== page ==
The Occupation of Chandler in the Middle Ages

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Candles have been used as a light source for at least 5,000 years. During medieval times, candles were the only source of light apart from oil lamps and daylight and so were an important item in any household. The simplest candles were known as rush lights and were made by simply dipping rushes into kitchen fat. At the other end of the scale were the finest beeswax candles made for noble and royal households, which had a pleasant scent, were long lasting and gave off little smoke, unlike cheaper candles.

The Work of a Chandler in Medieval Times

The most common type of candle made by the chandler was the tallow candle, made from the fat of animals such as sheep or cows. The candle was a dark yellow colour, gave off a strong smell and was usually sold in bundles by weight. These gave off a brighter light than rush lights, but beeswax candles were the superior candle in terms of both appearance and light quality. The wealthy medieval church was one of the biggest purchasers of beeswax candles.

At the height of the Middle Ages, chandlers began, in common to members of other professions, to organise themselves into guilds. There were two guilds for chandlers – one for wax candle makers and one for tallow candle makers. Because tallow candles were made with animal fat, some chandlers also worked as, or alongside, butchers or skinners. The candle profession, like so many others in medieval society was heavily regulated, and it became canon law that the candles used in European cathedrals had to be composed of at least sixty percent beeswax. As the profession developed, candles were perfected which would burn for exactly 24 hours and therefore could be used as a timekeeping tool. So valued was beeswax that it could even be accepted as a payment for tithe, in place of cash.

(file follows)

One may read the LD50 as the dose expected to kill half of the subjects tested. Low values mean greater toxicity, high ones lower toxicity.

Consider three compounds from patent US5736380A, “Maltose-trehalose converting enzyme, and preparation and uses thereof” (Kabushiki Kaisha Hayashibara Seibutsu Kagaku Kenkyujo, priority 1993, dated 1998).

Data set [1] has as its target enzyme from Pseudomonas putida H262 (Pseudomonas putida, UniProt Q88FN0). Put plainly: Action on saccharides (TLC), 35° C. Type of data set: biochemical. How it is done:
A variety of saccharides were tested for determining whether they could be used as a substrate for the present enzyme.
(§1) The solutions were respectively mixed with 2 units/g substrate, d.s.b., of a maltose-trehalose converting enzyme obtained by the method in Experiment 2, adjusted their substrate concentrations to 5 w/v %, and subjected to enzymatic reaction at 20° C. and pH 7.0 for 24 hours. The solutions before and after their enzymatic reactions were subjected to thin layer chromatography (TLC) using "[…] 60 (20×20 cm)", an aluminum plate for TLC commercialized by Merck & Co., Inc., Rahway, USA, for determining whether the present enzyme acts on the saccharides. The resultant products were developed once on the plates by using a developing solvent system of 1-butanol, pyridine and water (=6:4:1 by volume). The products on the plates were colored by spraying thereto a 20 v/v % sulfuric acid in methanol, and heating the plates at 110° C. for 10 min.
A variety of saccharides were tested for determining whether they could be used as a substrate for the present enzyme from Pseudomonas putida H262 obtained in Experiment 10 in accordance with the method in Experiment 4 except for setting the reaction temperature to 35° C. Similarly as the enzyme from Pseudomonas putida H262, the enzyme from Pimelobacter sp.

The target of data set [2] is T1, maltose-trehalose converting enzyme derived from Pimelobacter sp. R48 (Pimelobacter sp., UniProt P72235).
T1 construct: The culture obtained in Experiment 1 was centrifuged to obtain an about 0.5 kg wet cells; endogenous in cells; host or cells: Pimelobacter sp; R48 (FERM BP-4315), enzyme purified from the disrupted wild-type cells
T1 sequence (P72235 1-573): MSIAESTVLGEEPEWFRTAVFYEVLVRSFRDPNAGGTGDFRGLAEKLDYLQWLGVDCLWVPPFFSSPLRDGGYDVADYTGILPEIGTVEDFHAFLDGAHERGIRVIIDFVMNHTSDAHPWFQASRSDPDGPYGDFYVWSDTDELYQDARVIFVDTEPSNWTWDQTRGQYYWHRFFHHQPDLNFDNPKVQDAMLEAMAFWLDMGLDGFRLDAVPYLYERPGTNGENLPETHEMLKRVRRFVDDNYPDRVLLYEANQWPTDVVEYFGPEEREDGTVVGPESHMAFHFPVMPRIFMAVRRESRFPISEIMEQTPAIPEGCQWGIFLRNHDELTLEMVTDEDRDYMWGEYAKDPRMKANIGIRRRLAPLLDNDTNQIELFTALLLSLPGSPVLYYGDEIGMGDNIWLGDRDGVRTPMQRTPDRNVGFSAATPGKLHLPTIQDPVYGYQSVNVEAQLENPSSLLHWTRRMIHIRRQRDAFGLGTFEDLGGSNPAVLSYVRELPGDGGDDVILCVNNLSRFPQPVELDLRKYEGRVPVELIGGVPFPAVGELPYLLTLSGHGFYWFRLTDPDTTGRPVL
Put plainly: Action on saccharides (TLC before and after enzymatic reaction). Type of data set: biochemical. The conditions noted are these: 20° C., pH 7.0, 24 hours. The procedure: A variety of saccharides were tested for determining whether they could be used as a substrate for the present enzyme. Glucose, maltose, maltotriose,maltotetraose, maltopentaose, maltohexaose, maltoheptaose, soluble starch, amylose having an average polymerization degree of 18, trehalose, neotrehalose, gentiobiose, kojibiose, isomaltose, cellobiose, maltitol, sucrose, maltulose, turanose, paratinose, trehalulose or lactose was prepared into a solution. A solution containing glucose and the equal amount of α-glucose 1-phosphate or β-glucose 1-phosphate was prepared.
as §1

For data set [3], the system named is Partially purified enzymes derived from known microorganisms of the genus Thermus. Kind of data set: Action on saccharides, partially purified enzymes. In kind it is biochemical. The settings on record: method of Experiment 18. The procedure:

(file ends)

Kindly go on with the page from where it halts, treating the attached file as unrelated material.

Medieval Tallow Candles

Due to the strong smell associated with tallow candle production, tallow chandlers were often forced to site their business away from residential areas. The job was an unpleasant one, with the smell of animal fat which had to be added to lye, oils and ash to make soap, a by-product of tallow candle production. Tallow candles gave out an unpleasant acidic odour even when finished, and tended to burn unevenly, another reason for their unpopularity with the wealthy and the clergy.